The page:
The Sh*t We Miss About Life Before Social Media

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The Sh*t We Miss About Life Before Social Media

Scary Mommy Confessions

I’m not gonna pretend I would enjoy living without the internet and all the wonderful bounties it provides. Adorable cat videos! Amazon and Etsy! Insightful quizzes such as “Which Traditional German Breakfast Food Are You?”

The other day, though, I was scrolling through the Scary Mommy Confessional when I came upon this one:

Scary Mommy Confessional

It got me thinking about my life in the days before the internet. Yes, much of it sucked, like having to look things up in an actual encyclopedia and being unable to shop pantsless without risking arrest. But there are aspects of my pre-social media lifestyle that have a certain appeal, and I’m sure most people in my generation can relate.

We didn’t feel like everything had to be photographed.

Before Instagram, Snapchat, and everything else that makes use of a camera, I don’t recall feeling a pressing need to take a picture of my lunch or my freshly painted fingernails or the sunset. I just ate my lunch and admired my own nails and enjoyed the sunset.

We didn’t have such a need for public approval.

Why do we post these photographs? Because we want people to say how awesome our lunch and our nails and our sunsets look. Before, if one person had said in passing, “Wow, nice manicure!” I’d have been like “Hey, thanks!” and felt great for the rest of the day. Now if only one person gives me a “like,” I’m convinced that my nails actually look like ass and that one kind soul gave the photo a thumbs-up simply to spare me the agony of total likelessness.

We weren’t subjected to others’ shitty opinions.

I guess we’ve always been subjected to a random shitty opinion here and there, but mostly just from drunk relatives and the occasional know-it-all. Thanks to social media, though, I’m virtually pelted with said shit as I scroll innocently through my timeline looking for those time-lapse recipe videos. Through their own posts and the ones they’ve engaged with, I realize with a sinking feeling that people I know in person on a purely conversational level (and otherwise thought were cool) are actually racist or sexist or bigoted. Gah. I liked you when it was all just adorable puppy videos, Brenda.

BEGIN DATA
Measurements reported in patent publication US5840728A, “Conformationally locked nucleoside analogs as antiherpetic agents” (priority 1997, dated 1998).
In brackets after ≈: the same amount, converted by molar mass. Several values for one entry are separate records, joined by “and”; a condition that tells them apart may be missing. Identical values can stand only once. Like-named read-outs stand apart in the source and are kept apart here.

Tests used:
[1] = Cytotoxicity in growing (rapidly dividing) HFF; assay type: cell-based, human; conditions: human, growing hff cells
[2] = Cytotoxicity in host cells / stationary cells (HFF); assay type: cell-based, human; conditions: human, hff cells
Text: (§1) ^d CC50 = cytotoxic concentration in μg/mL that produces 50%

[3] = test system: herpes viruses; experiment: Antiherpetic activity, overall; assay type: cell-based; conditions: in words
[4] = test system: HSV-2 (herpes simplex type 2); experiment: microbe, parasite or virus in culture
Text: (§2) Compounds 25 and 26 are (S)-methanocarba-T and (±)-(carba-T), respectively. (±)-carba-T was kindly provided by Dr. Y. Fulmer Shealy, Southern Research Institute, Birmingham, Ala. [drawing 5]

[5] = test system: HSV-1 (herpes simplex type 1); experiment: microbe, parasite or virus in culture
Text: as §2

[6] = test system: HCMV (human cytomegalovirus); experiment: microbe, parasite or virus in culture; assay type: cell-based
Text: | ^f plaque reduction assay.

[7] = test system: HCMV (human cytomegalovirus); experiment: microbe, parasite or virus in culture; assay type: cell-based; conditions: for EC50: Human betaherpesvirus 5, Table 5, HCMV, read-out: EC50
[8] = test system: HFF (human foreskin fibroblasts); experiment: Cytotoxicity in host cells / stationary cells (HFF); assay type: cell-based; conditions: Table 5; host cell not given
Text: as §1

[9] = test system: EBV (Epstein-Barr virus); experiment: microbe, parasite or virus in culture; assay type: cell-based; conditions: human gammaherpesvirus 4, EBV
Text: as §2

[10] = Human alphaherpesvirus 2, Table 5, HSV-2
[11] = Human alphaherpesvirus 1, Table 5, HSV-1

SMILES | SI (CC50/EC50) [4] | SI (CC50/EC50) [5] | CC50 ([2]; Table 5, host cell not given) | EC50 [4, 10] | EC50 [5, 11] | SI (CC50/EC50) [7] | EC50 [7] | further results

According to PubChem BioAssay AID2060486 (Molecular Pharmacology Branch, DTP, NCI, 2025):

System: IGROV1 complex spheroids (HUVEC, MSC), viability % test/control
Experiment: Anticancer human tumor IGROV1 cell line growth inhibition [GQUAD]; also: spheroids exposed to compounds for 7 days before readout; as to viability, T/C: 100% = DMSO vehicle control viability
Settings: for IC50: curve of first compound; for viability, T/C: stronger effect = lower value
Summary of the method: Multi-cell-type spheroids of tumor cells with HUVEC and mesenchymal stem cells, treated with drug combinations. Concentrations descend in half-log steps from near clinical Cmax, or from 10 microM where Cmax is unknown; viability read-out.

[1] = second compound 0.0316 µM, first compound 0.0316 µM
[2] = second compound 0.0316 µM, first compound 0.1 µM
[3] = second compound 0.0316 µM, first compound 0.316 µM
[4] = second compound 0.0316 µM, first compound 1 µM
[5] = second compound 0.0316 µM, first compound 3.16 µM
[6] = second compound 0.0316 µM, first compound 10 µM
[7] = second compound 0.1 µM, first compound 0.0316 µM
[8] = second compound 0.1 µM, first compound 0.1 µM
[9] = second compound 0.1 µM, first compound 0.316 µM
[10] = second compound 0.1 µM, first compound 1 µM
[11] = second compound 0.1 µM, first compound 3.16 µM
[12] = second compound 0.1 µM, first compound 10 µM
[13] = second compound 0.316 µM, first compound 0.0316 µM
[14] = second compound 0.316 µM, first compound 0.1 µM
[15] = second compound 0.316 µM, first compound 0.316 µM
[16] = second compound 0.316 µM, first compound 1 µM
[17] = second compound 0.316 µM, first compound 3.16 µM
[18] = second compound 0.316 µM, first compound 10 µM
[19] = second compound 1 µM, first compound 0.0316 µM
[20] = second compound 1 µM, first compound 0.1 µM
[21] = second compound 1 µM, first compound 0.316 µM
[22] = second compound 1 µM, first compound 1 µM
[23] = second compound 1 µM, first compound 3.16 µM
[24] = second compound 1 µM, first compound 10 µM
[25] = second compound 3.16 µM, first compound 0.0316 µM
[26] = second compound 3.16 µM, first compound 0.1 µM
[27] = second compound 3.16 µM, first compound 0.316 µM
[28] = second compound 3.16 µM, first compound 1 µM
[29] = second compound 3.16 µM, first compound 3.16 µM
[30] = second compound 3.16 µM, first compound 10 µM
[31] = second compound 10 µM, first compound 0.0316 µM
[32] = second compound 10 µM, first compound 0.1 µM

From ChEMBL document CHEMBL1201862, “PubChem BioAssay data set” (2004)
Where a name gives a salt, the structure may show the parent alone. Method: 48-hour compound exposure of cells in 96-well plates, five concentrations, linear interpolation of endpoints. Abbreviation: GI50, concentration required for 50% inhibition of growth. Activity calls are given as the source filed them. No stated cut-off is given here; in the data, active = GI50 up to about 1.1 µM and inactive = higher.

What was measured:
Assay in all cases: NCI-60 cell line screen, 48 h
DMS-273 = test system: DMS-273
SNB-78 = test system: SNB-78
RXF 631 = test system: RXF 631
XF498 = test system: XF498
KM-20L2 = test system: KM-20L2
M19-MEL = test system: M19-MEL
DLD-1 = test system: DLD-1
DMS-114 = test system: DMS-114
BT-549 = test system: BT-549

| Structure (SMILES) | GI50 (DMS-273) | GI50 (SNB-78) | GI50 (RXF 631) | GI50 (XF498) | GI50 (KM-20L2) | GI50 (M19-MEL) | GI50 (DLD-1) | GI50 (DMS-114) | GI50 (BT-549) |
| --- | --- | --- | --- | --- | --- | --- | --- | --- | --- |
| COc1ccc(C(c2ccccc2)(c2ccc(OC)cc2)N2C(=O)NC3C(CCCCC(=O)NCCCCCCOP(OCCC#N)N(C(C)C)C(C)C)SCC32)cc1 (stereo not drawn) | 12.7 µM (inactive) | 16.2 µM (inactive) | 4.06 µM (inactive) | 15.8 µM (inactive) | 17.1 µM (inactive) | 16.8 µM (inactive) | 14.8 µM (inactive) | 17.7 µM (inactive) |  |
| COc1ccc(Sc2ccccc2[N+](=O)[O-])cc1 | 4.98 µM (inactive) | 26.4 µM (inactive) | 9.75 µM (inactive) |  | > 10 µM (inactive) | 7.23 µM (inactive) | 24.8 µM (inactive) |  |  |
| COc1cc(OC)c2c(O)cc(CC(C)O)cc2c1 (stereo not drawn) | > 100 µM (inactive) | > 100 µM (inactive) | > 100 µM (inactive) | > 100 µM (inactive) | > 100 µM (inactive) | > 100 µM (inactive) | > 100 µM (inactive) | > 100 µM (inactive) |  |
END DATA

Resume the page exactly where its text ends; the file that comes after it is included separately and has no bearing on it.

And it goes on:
We didn’t have such an epic time-suck.

Ever gone to check your email or your Facebook real quick and then suddenly it’s an hour later and you’re like, “What just happened?” Or congratulated yourself for getting to bed at a decent hour, then got caught up in your phone, and it’s midnight before you know it? I’m all too familiar with both of these scenarios. And exhausted because of it.

We weren’t exposed to so many horror stories.

Back in the ‘90s, I could go an entire day — an entire week — without reading a story that made me feel like bleaching my eyes or sequestering myself into a doomsday shelter or running to the nearest doctor for a diagnosis of a disease I’m sure I have.

We didn’t have to sift through “fake news” — or roll our eyes at people who posted it.

Before the internet, we all got our news from reliable outlets. We knew what fake news was: Those Enquirer magazines in the checkout lane that had headlines like, “I had Dracula’s baby!” These days, any asshole can publish “news,” and if it looks professional enough, people will buy it hook, line, and sinker — and even worse, share it. Because if it’s on the internet, it must be true, right?

We didn’t have the opportunity to stalk.

If someone has dropped out of our lives, chances are there’s a good reason — like, I don’t know, they’re a dick — and we don’t need reminders of them, period, let alone to know what they had for lunch or what their fingernails look like. It was much easier to keep them out of our consciousness when their profile (and consequently, their life) wasn’t right there, set to public. Thank you, Facebook, for that handy “unfollow” button.

We didn’t have to compare ourselves constantly.

During gym class in high school, I was jealous of my classmate Becky, whose legs in her gym shorts were tan and toned and didn’t have those little dots (Becky with the Good Legs?). If we’d had social media posts back then, I’d have been jealous of Becky’s legs in a bathing suit, Becky’s legs in a dress, Becky’s legs climbing Mt. Everest, Becky winning the Legs of the Year award. Damn you, Becky.

We were never tagged in gawd-awful photos.

Back in the day, somebody might catch you with your eyes half-closed or your mouth half-open on a Polaroid, and it sucked, but at least it sucked privately. These days, you and your three chins and spinach-laden teeth can be tagged in a very public, very visible photo that gets a hundred “likes” before you can type “DELETE THIS!!! WTF?!”

Okay, so before the internet, I may have been embarrassingly behind on the latest eyebrow trends, and my life was devoid of Kermit-sipping-tea memes, but I can’t help but miss the old, pre-social-media me. The honest me who didn’t sit straight-faced while I send the “cry-laughing” emoji. The unhurried me who had time to tell someone to GTFO without using acronyms. The ignorance-is-bliss me who didn’t have to grapple with the fact that Aunt Bertha “liked” a Facebook page for cougars seeking hot young studs. The perfectly adequate me who didn’t even have Pinterest boards, let alone see them as a collection of good intentions that will never see the light of day. My life was simpler in so many ways.

Even if I did have to eat lunch without Instagramming it first.